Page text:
Why is it that people are so damn afraid of springs. Are you afraid to
change the shocks on your car? Damn
you need: 2 bars maybe 30 inches long, not too long not too short.
Probably 3/8 or 1/2 inch diameter
wrench to fit the bolts in the outboard spring mount[square head on my
There are 4 holes in the outboard ends of the springs. The bars need to
just fit in them.
standing on a very sturdy ladder, you will need to first take the
weight of the spring with your shoulder. Stick the bar in the hole that
is closest to horizontal.If you let the bar loose it will go flying,
break your collar bone or somehting similarly ugly.
So you are standing on the ladder, door down, facing the door, bar
resting firmly on your shoulder. when you lift the bar you will see the
loosen the bolts clamping the spring retainer to the bar. the bar
should be weighing on your shoulder, not any space in between you and it.
The force will now be on your shoulder and not on the door.
Take the second bar and place it in one of the holes above the one you
are using and push it up, away, towards the door/wall.
This will allow you to remove the bar resting on your shoulder.
carefully lower the second bar till it rests on your shoulder
When there is no force left on the bar, you can do the other side.
tightening is the reverse process
Note that there is always a bar in the hole, so that the spring can only
spin less than half a turn and is not very dangerous unless you put your
head in there or use some old rotten piece of tubing instead of a
proper solid steel bar.
Completely replacing a spring is a little more complicated than just
adjusting, but not rocket science. Note exactly how the cable is wound
on the pulley.
Try this..... http://truetex.com/garage.htm
I used the above as a guide. Take a few digital photos so you can tell
how everything should look when finished. It took me a full day, but I
saved $800. Best of luck.
In many installations there is NO access when
closed. It would be nice to unwind it when the
door is open, but that just isn't possible in many
cases. Still, there is no problem if you work
slowly and carefully.
Follow the above instructions exactly. If you don't, you may die. No joke.
These springs have as much as 47,000 ft lbs of energy stored within them.
This is enough energy to raise a Volkswagen higher than a two-story house
(or fling you a city block), or bake 15,000 pizzas.
Because people who are not sure how to do it tend to get injured and
I have changed shocks in my car, but then I have some knowledge of what
I was doing. I did not have to ask in a news group how to do it.
There are things that not everyone should attempt.
well, this is good for someone like you and me
i seen a dude climb a ladder with the tools you describe
one tool slips...the other tool is fixed on the overhead bar. the bar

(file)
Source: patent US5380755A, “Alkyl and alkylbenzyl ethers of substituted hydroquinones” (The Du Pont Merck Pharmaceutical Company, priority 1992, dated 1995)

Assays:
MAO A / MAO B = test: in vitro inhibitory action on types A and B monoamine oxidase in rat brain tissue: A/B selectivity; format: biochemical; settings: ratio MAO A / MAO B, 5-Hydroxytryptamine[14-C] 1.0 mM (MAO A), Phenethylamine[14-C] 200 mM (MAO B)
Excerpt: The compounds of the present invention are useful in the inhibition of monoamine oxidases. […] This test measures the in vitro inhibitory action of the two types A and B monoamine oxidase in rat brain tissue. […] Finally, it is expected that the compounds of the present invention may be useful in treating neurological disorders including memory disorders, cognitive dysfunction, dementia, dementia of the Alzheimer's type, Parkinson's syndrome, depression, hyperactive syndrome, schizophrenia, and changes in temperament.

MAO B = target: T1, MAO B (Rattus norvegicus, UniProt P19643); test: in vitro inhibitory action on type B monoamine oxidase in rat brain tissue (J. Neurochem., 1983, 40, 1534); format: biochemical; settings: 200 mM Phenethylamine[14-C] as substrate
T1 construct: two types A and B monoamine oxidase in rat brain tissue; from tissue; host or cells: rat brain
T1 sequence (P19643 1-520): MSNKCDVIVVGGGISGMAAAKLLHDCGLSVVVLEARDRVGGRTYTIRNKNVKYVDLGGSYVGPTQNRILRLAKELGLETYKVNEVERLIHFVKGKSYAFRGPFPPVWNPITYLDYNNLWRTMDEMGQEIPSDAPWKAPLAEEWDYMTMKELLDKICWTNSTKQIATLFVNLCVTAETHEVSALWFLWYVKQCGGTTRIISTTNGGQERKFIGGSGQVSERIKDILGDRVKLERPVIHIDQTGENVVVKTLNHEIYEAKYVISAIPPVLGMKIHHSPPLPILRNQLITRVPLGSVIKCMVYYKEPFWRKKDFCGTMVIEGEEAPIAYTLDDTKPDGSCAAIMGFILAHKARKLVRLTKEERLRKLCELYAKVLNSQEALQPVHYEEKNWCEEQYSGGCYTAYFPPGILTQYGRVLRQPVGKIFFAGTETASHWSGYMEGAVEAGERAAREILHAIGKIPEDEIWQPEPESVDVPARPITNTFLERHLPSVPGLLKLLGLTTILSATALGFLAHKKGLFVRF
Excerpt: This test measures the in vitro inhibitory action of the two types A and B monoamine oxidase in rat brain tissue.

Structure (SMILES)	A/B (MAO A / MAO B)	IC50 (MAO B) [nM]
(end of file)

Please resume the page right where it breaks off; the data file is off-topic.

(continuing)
from the spring...it spins around and goes into his wrist...it rips out
don't encourage this sort of thing
you should say...
"I am experienced with this sort of thing"
it is not for average homeowner
sure, if they had the right knowledge it could be painless and easy
but it's a once in a lifetime matter for most and they should
hire a professional
sorry, I agree and disagree.
I believe in giving people appropriate information. I think my
description is accurate. Including the door being down. Neither of the
doors I deal with can be adjusted with the door up, the door is in the
way. PLUS, the door can't fall when it is already down. Anyway, I warned
the guy he could break his collarbone, the most likely injury IMO, other
than getting scared and falling off the ladder.
Is this guy capable?
I dunno, that is for him to figure out.
I learned by asking and figuring it out myself.
Maybe he learns the same way
If he does, all the 'call a door guy' comments are pretty useless.
You will. On occasion see me tell people to call someone, but this is
the one topic that irks me.
A spring compessor in changing a shock is MUCH more dangerous than a
stupid garage door. Why? Because it is removed compressed, energy
stored. A garage door spring is removed slack, when it is wound, it is
restrained by the shaft. If it breaks, it will scare the crap out of
you, but it cannot travel anywhere, unlike the 120 lb/in spring on the
back of my car
no apologies needed
in general, it is the square holes where you put your bars that become
even if it looks simple it is not
i know this because, i know the torque behind it...
i also know if one does not have strong hands, quick reflexes
etc...and are just generally soft handed...they don't wanna
fornicate with it...
you end up with 2 bars in your hands with enough pressure to snap dey
or break a finger etc...
so get real this is not everyday changing ac filters in the house
HomeOwnersHub.com is a website for homeowners and building and maintenance pros. It is not affiliated with any of the manufacturers or service providers discussed here.
All logos and trade names are the property of their respective owners.